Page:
The Miller-Rabin primality test. MillerRabin(n, s = 1000) -> bool Checks whether n is prime or not. This is an extremley fast algorithm designed to test <strong>very large</strong> numbers. s is the number of tests to perform. The chance that Rabin-Miller is mistaken about a number (i.e. thinks it's prime, but it's not) is 2^(-s). So, a value of 50 for s is more than enough for any imaginable goal (2^(-50) is 8.8817841970012523e-16).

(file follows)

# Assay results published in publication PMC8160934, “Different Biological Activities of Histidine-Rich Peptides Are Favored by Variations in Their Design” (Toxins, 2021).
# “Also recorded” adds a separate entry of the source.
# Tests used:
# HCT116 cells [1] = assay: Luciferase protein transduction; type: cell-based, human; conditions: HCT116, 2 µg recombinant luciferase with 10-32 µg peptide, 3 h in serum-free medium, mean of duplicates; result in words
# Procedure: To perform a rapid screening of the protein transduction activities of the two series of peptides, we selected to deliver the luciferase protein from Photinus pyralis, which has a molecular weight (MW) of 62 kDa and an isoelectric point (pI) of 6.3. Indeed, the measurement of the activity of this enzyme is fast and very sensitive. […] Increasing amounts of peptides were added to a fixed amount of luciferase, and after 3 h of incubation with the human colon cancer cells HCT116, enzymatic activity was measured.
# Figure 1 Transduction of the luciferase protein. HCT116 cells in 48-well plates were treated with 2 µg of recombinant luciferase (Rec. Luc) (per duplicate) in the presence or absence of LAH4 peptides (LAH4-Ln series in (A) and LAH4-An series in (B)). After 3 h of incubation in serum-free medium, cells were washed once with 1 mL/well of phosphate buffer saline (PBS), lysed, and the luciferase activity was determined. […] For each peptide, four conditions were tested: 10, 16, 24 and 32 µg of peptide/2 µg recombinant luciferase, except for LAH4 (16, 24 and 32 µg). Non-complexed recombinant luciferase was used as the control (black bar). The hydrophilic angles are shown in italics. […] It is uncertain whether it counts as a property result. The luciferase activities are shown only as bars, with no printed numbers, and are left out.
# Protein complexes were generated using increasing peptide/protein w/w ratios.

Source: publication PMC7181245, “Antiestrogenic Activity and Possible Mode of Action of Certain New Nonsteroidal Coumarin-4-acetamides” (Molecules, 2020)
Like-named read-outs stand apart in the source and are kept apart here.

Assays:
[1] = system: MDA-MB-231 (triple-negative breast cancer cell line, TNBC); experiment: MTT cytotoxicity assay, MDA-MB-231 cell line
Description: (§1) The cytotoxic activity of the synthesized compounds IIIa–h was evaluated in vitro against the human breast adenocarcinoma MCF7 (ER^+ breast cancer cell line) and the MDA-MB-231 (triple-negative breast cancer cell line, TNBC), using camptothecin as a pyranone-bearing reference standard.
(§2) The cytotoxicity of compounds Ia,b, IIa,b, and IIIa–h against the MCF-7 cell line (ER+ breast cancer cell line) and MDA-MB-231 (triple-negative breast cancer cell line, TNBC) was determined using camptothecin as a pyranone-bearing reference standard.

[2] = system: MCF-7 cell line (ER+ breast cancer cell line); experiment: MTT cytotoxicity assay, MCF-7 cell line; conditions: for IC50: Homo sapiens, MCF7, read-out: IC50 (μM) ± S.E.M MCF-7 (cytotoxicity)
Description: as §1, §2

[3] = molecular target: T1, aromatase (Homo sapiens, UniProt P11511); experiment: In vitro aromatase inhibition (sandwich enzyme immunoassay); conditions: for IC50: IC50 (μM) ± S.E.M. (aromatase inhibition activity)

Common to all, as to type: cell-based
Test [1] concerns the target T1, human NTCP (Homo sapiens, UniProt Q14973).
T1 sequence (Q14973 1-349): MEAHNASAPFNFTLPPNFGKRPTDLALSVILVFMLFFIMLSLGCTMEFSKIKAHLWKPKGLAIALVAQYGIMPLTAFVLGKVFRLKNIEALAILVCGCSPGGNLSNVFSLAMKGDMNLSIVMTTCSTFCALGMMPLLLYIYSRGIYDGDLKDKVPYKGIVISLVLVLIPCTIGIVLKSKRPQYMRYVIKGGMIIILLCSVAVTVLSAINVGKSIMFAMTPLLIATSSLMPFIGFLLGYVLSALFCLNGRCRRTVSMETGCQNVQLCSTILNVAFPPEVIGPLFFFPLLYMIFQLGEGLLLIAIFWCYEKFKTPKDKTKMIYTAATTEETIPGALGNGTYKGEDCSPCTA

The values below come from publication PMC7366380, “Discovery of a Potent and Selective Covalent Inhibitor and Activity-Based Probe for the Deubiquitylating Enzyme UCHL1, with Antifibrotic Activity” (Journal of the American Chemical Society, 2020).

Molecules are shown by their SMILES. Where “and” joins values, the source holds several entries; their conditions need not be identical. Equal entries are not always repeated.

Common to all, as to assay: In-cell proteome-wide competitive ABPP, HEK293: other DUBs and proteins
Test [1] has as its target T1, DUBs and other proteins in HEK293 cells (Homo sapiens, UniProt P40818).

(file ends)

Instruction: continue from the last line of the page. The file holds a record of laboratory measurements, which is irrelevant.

import sys import random def toBinary(n): r =  while (n > 0): r.append(n % 2) n = n / 2 return r def test(a, n): """ test(a, n) -> bool Tests whether n is complex. Returns: - True, if n is complex. - False, if n is probably prime. """ b = toBinary(n - 1) d = 1 for i in xrange(len(b) - 1, -1, -1): x = d d = (d * d) % n if d == 1 and x != 1 and x != n - 1: return True # Complex if b[i] == 1: d = (d * a) % n if d != 1: return True # Complex return False # Prime def MillerRabin(n, s = 50): """ MillerRabin(n, s = 1000) -> bool Checks whether n is prime or not Returns: - True, if n is probably prime. - False, if n is complex. """ for j in xrange(1, s + 1): a = random.randint(1, n - 1) if (test(a, n)): return False # n is complex return True # n is prime def main(argv): print MillerRabin(int(argv), int(argv)) if __name__ == "__main__": main(sys.argv[1:])